A second look at Potipot Gateway

LIVE FEED - Bibsy M. Carballo (The Philippine Star) - June 18, 2014 - 12:00am

If one were to choose from the numerous, burgeoning summer resorts in the country, the runaway winner would be the Potipot Gateway Resort, and there are many reasons for this. First and foremost is location since it is relatively closer to Metro Manila than Boracay of the much-vaunted white sand beach. Potipot, on the other hand has a unique cream-colored beach, clear waters and an atmosphere that spells “vacation.”

In fact, it has been dubbed as the smaller version of Boracay that reminds us of what Bora used to be, before it was discovered by hordes from all over the country whose idea of a perfect vacation is staying up all night, playing loud music that can be heard two towns away, getting drunk on legal and illegal drinks and getting involved in scuffles. That’s too bad for Bora, as it once was the perfect holiday destination that we would visit at least thrice a month.

Potipot Gateway Resort, on the other hand, is small and young, having been discovered by vacationers only in 2010 which was also when we first went to visit in the company of artist-designer Tito Estrada. Recently, we returned there, having heard of its improvements. A new building has been added to give room to the hundreds of inquiries received during the past two years. And even better, while the interiors are comfortably modern, the exteriors have kept the original provincial look of huts using indigenous materials an imaginative electrician-turned-artist Wilson Agustin had dreamed up.

We remember how impressed we were that we asked Mary Jean Borra, owner of Potipot Gateway, if we could borrow Wilson to have a nipa hut installed in our Pasig home. Wilson himself came over and in a couple of days, we had our Potipot-inspired structure so classy that friends coming to visit call it our “gazebo” surrounded by plants next to the main house.

The staff at Potipot Gateway has also multiplied immensely. Apart from the old timers Wilson and interior designer Mike Guizon, there is newcomer Lina Villareal from Cebu who has been assigned OIC and manager. We sat down with Lina and asked her what her job entailed. She answered, “Everything in the service industry from housekeeping, finance, laundry, F&B (food and beverage), maintenance to accounting.” What is the most difficult of her responsibilities, we prodded further. She replied, “Dealing with the guests and pleasing them.” Anyone who has found herself in this situation will understand just how much patience this will entail.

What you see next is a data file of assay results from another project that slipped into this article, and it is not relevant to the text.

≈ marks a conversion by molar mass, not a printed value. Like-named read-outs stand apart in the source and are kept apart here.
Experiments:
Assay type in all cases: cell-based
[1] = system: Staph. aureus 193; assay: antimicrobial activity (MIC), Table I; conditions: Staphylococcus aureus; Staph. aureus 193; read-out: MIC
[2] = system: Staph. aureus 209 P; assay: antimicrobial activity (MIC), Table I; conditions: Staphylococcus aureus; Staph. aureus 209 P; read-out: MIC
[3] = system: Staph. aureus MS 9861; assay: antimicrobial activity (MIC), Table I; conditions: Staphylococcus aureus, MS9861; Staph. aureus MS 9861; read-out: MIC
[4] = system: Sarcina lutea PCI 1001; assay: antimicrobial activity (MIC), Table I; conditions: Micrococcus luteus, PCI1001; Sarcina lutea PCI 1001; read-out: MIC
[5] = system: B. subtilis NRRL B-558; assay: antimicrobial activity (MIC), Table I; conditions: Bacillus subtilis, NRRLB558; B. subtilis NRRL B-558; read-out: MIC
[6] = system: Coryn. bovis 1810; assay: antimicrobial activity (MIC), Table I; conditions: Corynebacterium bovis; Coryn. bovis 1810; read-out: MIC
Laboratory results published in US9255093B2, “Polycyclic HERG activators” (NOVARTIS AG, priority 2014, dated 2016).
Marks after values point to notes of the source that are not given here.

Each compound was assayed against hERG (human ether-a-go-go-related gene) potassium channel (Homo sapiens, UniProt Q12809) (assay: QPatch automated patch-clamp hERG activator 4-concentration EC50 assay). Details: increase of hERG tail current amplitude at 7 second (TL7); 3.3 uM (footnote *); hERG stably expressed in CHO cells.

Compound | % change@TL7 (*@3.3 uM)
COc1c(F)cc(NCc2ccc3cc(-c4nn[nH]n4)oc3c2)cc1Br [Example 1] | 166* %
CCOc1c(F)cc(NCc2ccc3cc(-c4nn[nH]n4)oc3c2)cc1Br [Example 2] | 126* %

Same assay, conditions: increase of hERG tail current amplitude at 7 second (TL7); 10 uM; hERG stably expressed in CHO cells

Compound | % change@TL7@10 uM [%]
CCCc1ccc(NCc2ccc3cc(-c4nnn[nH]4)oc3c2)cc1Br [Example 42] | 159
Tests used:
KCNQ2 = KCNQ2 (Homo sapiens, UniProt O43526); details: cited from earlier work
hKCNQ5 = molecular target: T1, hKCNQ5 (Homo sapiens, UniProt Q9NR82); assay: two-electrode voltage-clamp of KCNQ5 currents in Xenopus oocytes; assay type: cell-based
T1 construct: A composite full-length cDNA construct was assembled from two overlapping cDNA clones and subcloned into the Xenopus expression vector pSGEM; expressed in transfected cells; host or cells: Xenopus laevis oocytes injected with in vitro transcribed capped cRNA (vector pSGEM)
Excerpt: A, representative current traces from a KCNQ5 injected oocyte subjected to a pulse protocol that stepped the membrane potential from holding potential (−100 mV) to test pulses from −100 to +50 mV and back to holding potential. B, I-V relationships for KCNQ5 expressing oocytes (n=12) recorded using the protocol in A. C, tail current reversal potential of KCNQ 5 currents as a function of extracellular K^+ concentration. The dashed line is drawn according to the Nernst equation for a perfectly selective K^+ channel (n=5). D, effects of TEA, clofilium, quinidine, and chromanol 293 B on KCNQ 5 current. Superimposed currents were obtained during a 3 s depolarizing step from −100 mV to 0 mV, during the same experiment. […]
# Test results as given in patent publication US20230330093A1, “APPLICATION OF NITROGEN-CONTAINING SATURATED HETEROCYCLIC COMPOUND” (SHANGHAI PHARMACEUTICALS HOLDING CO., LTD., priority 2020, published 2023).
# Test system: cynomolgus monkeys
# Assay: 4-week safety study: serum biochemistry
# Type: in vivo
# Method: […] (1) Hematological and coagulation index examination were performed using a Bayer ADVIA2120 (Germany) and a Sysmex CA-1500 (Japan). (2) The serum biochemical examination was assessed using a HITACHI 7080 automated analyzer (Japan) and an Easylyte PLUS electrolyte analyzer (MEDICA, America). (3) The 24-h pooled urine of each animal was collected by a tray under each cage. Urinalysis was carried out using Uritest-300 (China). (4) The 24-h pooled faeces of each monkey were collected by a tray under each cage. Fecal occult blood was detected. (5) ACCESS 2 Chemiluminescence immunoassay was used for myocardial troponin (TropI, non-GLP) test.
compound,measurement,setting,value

Lina is proud to have put to good use what Mrs. Borra has entrusted to her. At 33, Lina has direct supervision over some 40 personnel. She had originally planned on seeking employment in Taiwan, but after four years living and working in Potipot Gateway, she has forgotten her former dreams and ambitions. Such appears to be the pull of Potipot Gateway. We fell asleep that night dreaming of the next day and our boat ride to the island of Potipot, its cream-colored beach that rivals Bora’s white sand, and its clear waters.

For this second visit, we were again with Tito Estrada, plus an additional three composed of Nelia Pallorina, Rosel Hombrebueno and the all-around Ricardo Nofre whom everyone calls Rikki. After a sumptuous breakfast, we were finally on our way to Potipot Island, pride of Candelaria which we reached in three minutes by motorized pumpboat. Entrance to the island at P100 then, and P200 for overnight had not changed. On our last visit we had spotted families who had gone to swim in the salty waters. This time around, there were more families who had brought along tents and food to experience an overnight stay. We were certain they had also brought along rechargeable lanterns that would last the night.

Back on the mainland, we took another boat that took us around the calm waters for almost an hour, passing by a school, a religious establishment, private homes and fishermen in the waters hoping for a catch in time for dinner. It was time to leave for home and the traffic of Metro Manila.

While leafing through the newspapers of the past weekend, we spotted a story pre-selling a would-be tourist destination in Talikud islet in Samal, Davao del Norte. It is said to have white sand beaches and the works that would attract the rich and famous, being funded by the Canadian government-financed Local Governance Support Program for Local Economic Development.

We calculated the expenses in our mind, and decided that the Talikud Samal project was clearly in competition with Boracay, and we would choose Potipot anytime.

(Send your comments to bibsyfotos@yahoo.com or text me 0917-8991835.)

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